TOKYO – Oil prices fell in early trade on Tuesday amid concerns over a possible recession and weak use as China surpassed expectations of tougher global supply and rising energy demand following promises of stimulus from Beijing.
Brent crude futures for July fell 35 cents, or 0.3%, to 3 113.07 a barrel by 0122 GMT. US West Texas Intermediate (WTI) crude futures for July delivery fell 36 cents, or 0.3%, to 10 109.93 a barrel. Both benchmarks dropped more than $ 1 before the session.
Brent rose 0.7% on Monday while WTI almost settled flat.
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Kristalina Georgieva, managing director of the International Monetary Fund, said she did not expect a recession for the major economies but could not blow one up.
Toshitaka Tazawa, an analyst at Fujitomi Securities Company Limited, said: “Investors are selling because they expect to reduce global energy costs.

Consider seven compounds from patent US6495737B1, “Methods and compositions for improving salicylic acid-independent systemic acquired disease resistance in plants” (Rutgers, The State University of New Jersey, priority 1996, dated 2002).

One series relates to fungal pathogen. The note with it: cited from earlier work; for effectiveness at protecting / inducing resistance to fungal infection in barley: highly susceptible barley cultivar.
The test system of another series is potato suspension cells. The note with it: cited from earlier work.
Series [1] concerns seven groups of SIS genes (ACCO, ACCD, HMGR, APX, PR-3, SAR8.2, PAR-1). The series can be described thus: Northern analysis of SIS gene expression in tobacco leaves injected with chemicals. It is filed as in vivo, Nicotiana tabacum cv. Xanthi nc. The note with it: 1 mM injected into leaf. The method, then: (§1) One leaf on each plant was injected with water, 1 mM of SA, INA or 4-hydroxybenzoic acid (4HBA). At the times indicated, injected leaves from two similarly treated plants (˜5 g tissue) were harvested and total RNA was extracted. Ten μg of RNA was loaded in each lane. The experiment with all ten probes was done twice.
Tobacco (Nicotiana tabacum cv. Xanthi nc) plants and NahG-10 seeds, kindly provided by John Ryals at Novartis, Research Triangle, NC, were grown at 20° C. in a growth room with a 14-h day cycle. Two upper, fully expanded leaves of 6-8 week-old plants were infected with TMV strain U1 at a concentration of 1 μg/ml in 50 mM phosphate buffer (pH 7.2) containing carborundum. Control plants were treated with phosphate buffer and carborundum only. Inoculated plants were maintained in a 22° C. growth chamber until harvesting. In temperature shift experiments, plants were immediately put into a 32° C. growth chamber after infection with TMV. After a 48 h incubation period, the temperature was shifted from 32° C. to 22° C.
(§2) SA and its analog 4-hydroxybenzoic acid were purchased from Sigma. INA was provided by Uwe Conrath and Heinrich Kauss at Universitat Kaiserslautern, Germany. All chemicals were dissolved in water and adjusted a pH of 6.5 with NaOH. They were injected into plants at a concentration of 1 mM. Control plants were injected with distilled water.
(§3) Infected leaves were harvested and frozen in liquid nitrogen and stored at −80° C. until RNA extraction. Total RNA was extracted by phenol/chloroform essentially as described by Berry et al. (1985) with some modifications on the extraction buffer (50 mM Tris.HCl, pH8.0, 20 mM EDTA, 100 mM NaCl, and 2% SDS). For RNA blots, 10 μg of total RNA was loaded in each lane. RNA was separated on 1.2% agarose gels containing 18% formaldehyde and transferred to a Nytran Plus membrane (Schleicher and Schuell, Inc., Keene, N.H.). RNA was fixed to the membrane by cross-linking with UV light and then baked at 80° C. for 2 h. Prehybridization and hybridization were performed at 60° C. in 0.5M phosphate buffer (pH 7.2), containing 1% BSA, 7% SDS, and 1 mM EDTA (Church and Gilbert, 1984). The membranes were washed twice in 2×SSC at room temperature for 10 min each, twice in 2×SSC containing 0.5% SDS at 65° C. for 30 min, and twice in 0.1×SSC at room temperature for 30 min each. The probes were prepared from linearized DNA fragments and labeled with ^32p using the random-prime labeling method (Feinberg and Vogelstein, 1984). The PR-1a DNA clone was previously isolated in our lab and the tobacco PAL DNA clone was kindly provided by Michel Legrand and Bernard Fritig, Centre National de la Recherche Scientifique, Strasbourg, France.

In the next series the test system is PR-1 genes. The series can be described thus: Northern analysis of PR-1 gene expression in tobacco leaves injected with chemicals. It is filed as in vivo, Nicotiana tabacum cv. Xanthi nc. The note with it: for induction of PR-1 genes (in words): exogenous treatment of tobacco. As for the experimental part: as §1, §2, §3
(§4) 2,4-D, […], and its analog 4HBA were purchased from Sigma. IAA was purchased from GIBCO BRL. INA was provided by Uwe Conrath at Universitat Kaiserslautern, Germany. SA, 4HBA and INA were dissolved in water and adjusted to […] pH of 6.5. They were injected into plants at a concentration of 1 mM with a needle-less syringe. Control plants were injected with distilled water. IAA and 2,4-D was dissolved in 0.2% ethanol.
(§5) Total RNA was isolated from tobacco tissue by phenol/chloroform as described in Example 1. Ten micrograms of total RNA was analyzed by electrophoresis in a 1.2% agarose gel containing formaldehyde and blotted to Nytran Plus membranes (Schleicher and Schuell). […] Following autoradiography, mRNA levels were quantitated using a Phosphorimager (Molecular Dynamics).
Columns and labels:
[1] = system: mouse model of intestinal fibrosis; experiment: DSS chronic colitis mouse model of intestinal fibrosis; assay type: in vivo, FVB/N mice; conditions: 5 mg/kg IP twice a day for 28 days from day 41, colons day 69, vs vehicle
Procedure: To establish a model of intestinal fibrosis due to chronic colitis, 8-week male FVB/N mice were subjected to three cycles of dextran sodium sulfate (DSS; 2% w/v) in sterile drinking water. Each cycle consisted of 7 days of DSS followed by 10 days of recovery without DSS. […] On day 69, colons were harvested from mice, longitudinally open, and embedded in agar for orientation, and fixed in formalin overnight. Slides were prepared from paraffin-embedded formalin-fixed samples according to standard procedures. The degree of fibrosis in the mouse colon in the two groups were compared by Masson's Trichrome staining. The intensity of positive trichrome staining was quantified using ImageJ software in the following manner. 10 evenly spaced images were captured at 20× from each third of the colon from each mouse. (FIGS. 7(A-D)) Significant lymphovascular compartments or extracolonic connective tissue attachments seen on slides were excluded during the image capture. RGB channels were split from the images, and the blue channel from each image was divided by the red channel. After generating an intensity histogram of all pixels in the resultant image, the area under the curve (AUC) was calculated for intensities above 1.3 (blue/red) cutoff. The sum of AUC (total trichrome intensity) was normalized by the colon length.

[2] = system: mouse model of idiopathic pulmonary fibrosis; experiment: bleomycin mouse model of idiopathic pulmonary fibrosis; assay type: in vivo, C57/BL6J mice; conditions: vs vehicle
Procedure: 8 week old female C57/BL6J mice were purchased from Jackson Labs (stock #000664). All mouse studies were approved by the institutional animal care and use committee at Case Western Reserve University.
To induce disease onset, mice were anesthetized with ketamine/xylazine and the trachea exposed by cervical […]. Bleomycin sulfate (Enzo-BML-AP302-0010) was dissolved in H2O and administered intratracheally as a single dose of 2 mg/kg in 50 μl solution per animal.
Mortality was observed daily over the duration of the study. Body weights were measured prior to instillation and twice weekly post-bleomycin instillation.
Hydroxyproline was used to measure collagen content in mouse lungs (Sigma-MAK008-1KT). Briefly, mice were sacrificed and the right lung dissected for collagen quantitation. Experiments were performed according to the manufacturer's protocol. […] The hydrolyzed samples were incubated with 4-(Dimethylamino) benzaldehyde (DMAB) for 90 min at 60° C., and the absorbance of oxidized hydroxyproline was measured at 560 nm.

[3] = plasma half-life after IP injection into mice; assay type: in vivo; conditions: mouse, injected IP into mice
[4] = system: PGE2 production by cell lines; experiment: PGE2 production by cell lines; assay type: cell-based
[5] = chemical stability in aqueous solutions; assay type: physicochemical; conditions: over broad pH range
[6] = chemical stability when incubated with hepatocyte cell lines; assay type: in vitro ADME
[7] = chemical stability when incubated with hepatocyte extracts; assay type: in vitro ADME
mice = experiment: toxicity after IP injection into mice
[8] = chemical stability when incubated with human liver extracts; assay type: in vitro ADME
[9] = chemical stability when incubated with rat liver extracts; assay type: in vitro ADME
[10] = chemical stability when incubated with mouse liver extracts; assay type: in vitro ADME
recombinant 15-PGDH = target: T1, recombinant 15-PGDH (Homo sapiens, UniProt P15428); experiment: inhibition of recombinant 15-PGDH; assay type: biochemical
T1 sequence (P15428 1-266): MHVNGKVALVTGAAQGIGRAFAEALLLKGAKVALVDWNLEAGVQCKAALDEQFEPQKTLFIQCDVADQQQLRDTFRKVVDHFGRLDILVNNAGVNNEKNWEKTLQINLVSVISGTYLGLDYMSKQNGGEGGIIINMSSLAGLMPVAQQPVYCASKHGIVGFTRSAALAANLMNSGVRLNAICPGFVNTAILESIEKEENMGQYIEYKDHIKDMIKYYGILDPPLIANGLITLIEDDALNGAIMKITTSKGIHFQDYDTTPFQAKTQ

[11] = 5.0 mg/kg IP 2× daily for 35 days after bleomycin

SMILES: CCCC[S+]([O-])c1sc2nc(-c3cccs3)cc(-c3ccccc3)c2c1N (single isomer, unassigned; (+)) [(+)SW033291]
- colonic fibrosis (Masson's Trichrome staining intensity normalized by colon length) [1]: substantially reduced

“However, long-term concerns over tight global supplies and hopes of a recovery in demand in China provided some support,” he said, adding that Brent had temporarily forecast to stay in the boxed range of $ 105- $ 115 per barrel.
The head of Saudi Aramco told Reuters that the head of Saudi Aramco told Reuters that most companies were afraid to invest in the sector because they could not increase production capacity faster than promised.
China, the world’s top oil importer, will extend its tax credit rebates, provide social security and suspend debt repayments, launch new investment projects and take other steps to support the economy, state television quoted the cabinet as saying Monday.
Shanghai, China’s commercial hub, aims to normalize life from June 1 as its coronavirus caseload decreases, although the rise of new COVID-19 cases in Beijing has raised concerns for further control.
Meanwhile, the European Union is likely to agree to a ban on Russian oil imports “within days,” according to its largest member Germany, Moscow, which has said it is boosting its economic ties with China after it was cut off by the West over its invasion of Ukraine. (Reporting by Yuka Obayashi; Editing by Stephen Coates)